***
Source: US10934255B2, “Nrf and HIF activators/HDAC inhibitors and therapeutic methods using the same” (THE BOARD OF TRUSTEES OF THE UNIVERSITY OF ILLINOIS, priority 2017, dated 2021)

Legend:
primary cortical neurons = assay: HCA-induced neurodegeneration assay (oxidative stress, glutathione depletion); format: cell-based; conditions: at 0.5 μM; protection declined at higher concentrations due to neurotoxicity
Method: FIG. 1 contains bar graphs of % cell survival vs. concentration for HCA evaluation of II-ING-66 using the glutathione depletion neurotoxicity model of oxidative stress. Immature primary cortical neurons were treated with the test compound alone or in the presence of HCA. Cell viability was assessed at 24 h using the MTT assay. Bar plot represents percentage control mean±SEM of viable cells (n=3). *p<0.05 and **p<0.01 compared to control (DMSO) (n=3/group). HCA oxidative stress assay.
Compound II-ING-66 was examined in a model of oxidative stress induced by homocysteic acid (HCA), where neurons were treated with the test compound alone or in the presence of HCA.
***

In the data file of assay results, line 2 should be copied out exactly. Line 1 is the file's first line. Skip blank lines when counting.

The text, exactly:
Legend: